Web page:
“Are you harmed?” Jim gasped, for Albert Biddle’s countenance was contorted in pain as they both dragged him free of the dead horse. Now Jim saw that the leg of Albert Biddle’s trousers oozed water and blood – both canteens had been smashed, likely by the single bullet that had killed his horse and gored Albert Biddle’s leg. The precious water in them soaked into the earth by the dead horse and was gone.
“A small thing,” Albert Biddle gasped. “I pray it is not so deep as a grave nor so wide as a church door …” a groan of agony was wrenched from his lips, before he clenched his teeth together. Jim did not like the look of this; Albert Biddle’s lips were already grey, like a man already half in the grave. Jim feared that he soon would be, as they had only two canteens of water left for themselves and the surviving horses, and the one half-full of goat milk for the baby. In the sudden silence the baby wailed thinly. “I was afraid the child would be injured when he fired at you,” Albert Biddle whispered. “I do not like to see hurt to children. Mr. Reade. They are so small, so incapable of protecting themselves…”
Jim answered, in bracing tones, “No, assure yourself, Albert – our godson is well. And we will not leave you behind. Recall, we all promised to bring him safely to the house of Graciela, in the square by San Agustin’s church. If he can cry that strongly – then he is well. But of yourself – I fear that we must put a hot iron into your wound, to stop the bleeding and prevent a poison in the flesh…You are bleeding from a large blood vessel in your leg, although the bullet went through and through.”
“Do what you must,” Albert Biddle gasped, and in his expression Jim read pain and resolve.
“Give me your trouser braces, then,” Jim said, “To make a tourniquet – and Brother … kindle a fire. Some of those healing herbs of yours would also be most welcome.”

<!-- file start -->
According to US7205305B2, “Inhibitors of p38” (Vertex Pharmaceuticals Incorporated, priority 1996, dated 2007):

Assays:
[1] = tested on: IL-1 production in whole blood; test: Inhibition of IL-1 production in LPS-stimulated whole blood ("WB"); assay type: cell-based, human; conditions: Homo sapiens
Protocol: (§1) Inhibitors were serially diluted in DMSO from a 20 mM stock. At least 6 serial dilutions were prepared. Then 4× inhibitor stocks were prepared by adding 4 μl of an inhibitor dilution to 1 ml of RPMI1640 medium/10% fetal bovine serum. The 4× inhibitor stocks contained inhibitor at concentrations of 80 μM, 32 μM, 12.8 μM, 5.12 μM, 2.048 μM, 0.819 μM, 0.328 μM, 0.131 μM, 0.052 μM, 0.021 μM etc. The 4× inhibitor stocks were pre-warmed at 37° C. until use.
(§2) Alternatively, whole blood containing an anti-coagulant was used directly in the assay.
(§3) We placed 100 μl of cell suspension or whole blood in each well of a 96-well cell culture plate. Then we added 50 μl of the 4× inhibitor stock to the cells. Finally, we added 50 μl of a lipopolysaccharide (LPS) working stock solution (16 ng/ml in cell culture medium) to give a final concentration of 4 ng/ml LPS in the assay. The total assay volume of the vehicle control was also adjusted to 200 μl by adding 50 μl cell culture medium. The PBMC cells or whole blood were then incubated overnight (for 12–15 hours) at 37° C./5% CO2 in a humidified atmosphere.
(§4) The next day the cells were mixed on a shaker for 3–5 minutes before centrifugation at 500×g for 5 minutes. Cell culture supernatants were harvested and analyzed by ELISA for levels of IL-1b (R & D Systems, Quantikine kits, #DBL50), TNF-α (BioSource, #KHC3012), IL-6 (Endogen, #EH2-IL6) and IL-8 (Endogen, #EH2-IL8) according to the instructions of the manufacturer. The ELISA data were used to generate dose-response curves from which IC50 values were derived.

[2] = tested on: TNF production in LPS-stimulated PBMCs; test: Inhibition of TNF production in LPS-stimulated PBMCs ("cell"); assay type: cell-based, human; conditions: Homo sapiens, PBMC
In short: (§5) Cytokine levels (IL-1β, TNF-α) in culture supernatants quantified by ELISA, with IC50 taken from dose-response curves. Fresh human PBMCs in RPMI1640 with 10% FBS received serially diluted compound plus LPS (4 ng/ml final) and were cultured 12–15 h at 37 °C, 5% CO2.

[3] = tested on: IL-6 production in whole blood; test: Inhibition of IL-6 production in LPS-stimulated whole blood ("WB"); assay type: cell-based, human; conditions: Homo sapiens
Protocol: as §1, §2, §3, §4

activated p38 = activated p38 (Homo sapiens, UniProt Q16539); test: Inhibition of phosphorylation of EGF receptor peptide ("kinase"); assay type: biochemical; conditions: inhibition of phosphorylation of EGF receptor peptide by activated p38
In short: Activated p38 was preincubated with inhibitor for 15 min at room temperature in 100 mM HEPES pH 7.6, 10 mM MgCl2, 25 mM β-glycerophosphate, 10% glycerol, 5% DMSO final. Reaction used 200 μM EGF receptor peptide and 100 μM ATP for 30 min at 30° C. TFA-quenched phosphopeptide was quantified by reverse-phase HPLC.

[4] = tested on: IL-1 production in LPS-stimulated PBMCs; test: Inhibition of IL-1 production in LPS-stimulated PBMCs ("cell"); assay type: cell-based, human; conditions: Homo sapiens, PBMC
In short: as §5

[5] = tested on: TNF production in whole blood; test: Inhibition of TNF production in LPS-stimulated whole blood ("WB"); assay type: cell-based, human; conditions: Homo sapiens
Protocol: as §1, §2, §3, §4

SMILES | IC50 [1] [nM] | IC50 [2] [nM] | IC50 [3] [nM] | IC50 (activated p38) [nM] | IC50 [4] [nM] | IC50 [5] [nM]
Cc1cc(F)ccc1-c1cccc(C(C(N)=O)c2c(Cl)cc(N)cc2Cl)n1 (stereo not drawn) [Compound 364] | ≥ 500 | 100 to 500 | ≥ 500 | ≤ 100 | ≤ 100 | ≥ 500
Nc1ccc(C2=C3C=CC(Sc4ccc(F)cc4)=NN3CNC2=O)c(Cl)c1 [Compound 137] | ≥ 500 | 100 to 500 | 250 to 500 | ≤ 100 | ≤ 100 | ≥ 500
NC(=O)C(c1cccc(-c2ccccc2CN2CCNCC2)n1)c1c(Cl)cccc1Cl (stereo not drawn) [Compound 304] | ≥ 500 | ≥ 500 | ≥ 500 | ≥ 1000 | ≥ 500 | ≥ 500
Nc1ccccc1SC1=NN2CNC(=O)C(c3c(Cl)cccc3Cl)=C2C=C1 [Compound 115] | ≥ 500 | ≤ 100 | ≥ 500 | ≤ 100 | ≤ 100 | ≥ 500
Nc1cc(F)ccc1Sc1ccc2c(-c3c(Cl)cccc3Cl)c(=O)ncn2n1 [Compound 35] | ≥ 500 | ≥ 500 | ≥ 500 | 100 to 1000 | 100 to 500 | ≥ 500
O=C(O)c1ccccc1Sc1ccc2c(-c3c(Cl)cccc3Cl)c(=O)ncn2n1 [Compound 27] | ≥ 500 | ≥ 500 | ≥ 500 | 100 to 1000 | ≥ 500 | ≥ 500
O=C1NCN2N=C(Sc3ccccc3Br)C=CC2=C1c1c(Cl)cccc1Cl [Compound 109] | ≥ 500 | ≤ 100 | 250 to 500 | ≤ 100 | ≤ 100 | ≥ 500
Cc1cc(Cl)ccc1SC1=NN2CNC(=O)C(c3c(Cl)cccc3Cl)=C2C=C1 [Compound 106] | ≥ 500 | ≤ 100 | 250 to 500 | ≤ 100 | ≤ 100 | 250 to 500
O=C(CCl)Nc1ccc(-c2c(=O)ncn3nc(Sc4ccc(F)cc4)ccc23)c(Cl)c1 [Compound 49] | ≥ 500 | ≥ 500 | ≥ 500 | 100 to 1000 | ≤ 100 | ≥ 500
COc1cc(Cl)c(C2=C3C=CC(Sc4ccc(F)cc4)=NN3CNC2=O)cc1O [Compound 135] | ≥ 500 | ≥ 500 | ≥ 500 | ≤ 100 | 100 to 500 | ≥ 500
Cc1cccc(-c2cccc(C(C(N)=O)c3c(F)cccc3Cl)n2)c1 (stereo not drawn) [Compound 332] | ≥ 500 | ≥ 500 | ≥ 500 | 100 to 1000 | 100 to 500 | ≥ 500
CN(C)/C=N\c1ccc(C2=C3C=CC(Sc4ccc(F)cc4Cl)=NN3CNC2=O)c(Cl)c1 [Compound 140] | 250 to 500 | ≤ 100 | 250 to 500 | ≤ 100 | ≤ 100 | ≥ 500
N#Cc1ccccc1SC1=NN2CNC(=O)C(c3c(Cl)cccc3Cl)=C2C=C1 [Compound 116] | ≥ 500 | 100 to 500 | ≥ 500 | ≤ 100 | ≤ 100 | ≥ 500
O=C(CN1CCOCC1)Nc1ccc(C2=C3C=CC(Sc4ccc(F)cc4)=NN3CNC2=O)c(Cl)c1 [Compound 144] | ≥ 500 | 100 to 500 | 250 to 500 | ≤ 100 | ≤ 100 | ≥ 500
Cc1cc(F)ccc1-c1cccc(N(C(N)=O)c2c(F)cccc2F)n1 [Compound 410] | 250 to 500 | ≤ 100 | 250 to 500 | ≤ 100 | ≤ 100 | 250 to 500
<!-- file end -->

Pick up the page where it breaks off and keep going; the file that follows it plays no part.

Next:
It took some little time the fire of dead sagebrush to burn properly – although dried at the heart, was yet damp on the surface. Toby hastily fed the baby, with another glove of goat-milk and laid the cradle board in the meagre shade of a bush. Young James Albert Toby immediately went to sleep, for which Jim was grateful. When the fire had burned to coals, Jim thrust the end of the ramrod from his rifle into the heart of it, and heated the ramrod until nearly red-hot. Meanwhile Toby cut the gash in Albert Biddle’s trouser leg a little wider and bared the wound, from which blood came in regular spurts.
“Ready?” He asked of Albert Biddle, who nodded. He had a clean handkerchief, folded into a thick pad to bite down upon against the expected agony of the hot iron. It was, Jim reflected – about the cleanest garment between the three of them and the baby – and of course, being a well-bred Yankee gentleman, Albert Biddle had two more in his saddle-bag. “Hold him now,” Jim commanded of Toby, who knelt opposite him, leaning his weight on Albert Biddle’s knees. Jim had little liking for this process and even less stomach for it – but this crude surgery needed to be done, and done swiftly. Jim took up the cool end of his ramrod and plunged the smoking hot end into the gash. It went with a sizzle and a sick-making smell of burning meat. Albert Biddle gave a half-strangled cry, muffled by the handkerchief, struggled against Jim and Toby for a moment and then went mercifully limp. Toby gently loosed the tourniquet and they both watched, anxiously for a renewal of bleeding. No more blood came from the wound and Jim felt a surge of relief.
“We’ll have to put him on your horse,” Toby said, with a decided air of practicality – and somewhat indistinct as his mouth was full. “Mine is lame. Perhaps carry the baby – nothing heavier.” He was chewing on a small quantity of dried leaves. When sufficiently moistened, he spat them into his hand and packed them into Albert Biddle’s wound. Jim handed him Biddle’s two clean handkerchiefs for a wound-dressing. Buy the time Toby finished binding the handkerchiefs in place with one of Albert Biddle’s trouser-braces, Albert had regained his senses. Toby handed him a tin-cup full of sage tea.
“For fever,” Toby said only, and Albert Biddle obediently drank it down, grimacing only slightly at the taste. “Can you ride?”